English: Writing

Writing at Woodhouse is underpinned by two central aims: to instil in our pupils an excitement for the creativity of the writing process and to teach them the necessary skills and abilities to become successful, independent writers.  

To achieve this, emphasis is placed on ensuring the increasingly complex demands of appropriate sentence structure are met securely, that children are exposed to a wide variety of vocabulary and, in conjunction, pupils are provided with opportunities to develop an understanding of the spelling rules of the English language appropriate to their age. To support this, pupils are exposed to a wide range of high-quality texts to enable them to experience a range of writing styles and genres which provide aspirational models for them to reproduce in their own work.

In response to the recent COVID pandemic and the impact this has had on children’s writing in both Key Stages, the emphases that we have previously held as central have become even more crucial and are therefore visible throughout our provision across the whole curriculum.

Sentence Structure

To instil an ability to confidently build sentences as our pupils progress through school, children are first introduced to ‘High Five’ sentences in early Key Stage 1, majoring on the very basics of sentence construction. Continual practice and mastery of these simple sentences creates a confidence that subsequent teaching builds on.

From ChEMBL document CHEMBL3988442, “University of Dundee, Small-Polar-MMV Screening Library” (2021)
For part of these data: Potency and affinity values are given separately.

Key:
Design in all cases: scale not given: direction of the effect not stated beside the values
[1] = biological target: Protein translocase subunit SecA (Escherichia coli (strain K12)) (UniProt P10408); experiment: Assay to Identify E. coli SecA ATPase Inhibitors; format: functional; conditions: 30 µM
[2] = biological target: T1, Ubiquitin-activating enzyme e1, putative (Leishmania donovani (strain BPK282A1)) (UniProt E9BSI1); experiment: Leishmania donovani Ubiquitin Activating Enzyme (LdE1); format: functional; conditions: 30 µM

From this point, complexity is built year upon year, always beginning with the original simple sentence and building outwards from there. For instance, in Year 3 and 4, the children are introduced to fronted adverbials. These openers are merely a sentence with an adverb at the start and separated by a comma. As you can see, once the basic idea of a sentence is embedded, other additions are more easily assimilated into a child’s writing.

As with many of these key facets of writing, children’s abilities are assisted by a huge number of book-based units throughout school where the children are exposed to a wide range of sentence types to use in their own work.